Buhriz is an Iraqi town of about 40,000 located 25 miles north of Baghdad and 6 miles south of the major city of Baquba. The town of Buhriz is heavily agricultural, located on fertile land along the Diyala River and engaged in the cultivation of date palms, orange trees, and other crops.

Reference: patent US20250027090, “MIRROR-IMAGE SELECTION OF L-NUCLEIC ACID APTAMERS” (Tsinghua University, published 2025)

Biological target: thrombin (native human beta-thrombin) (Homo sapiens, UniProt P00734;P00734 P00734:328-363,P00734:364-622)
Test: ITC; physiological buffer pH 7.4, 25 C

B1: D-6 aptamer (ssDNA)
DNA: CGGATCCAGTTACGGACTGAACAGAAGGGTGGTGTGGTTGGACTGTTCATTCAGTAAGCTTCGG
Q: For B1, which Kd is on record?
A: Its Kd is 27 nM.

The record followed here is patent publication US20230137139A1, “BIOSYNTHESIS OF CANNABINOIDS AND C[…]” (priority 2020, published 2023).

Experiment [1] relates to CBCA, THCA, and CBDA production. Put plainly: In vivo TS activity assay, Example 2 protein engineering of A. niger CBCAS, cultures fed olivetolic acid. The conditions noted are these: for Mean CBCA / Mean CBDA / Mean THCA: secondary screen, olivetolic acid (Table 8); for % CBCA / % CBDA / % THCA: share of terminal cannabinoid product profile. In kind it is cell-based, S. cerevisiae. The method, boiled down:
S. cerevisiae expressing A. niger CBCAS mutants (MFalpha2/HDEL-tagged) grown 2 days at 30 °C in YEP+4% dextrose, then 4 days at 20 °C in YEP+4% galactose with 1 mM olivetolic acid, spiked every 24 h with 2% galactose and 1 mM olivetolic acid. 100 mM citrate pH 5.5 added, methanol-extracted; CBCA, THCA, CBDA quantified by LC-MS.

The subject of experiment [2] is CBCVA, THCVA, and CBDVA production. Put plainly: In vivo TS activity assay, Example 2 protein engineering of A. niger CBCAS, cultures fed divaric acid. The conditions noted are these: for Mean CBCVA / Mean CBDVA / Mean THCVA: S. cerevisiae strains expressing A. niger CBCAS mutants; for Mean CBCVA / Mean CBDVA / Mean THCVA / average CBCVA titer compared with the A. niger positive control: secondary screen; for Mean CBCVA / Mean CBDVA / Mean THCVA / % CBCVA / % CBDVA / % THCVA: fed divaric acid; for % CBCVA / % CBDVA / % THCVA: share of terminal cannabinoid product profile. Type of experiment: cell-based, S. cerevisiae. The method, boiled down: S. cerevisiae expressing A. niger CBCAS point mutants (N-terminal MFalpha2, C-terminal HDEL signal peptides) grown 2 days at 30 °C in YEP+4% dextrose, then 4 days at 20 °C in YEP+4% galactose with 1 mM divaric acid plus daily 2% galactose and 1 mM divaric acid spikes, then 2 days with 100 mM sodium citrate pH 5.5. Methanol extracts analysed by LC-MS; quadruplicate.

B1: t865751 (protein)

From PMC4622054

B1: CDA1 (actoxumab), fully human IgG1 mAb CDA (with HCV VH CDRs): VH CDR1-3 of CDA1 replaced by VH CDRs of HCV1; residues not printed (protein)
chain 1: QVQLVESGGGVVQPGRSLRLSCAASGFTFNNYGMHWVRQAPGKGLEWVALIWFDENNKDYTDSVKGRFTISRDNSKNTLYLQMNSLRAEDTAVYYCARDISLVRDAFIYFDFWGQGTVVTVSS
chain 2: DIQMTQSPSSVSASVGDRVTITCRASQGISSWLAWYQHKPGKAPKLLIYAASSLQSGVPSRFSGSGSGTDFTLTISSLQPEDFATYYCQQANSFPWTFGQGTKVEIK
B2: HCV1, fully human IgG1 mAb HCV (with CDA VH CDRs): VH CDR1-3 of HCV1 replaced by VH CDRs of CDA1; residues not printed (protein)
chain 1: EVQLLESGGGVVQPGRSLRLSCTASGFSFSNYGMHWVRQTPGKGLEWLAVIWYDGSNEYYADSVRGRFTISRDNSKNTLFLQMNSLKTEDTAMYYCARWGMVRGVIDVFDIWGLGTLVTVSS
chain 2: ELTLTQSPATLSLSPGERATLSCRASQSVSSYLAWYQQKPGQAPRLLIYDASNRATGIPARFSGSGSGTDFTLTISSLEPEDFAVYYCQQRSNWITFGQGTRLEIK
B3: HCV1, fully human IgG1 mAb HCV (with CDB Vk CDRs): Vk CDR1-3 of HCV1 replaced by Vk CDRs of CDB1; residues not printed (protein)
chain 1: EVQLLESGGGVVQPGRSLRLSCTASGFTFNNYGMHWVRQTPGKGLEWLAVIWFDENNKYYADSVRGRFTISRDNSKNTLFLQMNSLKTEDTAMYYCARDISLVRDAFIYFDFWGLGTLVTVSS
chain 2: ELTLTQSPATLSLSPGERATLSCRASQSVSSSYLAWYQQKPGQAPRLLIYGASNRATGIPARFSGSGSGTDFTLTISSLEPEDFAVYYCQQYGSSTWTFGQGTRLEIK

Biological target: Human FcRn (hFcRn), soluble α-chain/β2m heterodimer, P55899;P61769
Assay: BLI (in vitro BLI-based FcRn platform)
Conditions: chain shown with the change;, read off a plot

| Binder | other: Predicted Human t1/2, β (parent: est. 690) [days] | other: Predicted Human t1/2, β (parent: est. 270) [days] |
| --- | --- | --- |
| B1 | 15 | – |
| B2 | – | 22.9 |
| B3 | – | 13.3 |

It maintains a rural character despite its proximity to Baquba and Baghdad, with many residents living in traditional mud huts with some concrete-block houses. The town was known under the regime of Saddam Hussein as the home of many members of the Ba'ath Party, as well as being particularly conservative with traditional religious and tribal values predominate. Following the U.S.-led invasion of Iraq in 2003, Buhriz emerged as a flashpoint for guerrilla fighters opposed to the coalition troops and their Iraqi allies. It became the scene of repeated battles between U.S and Iraqi forces and rebels throughout the spring and summer of 2004, and has fallen essentially under guerrilla control. Local leaders blame the detention of over 200 Buhriz residents as provoking further hostility.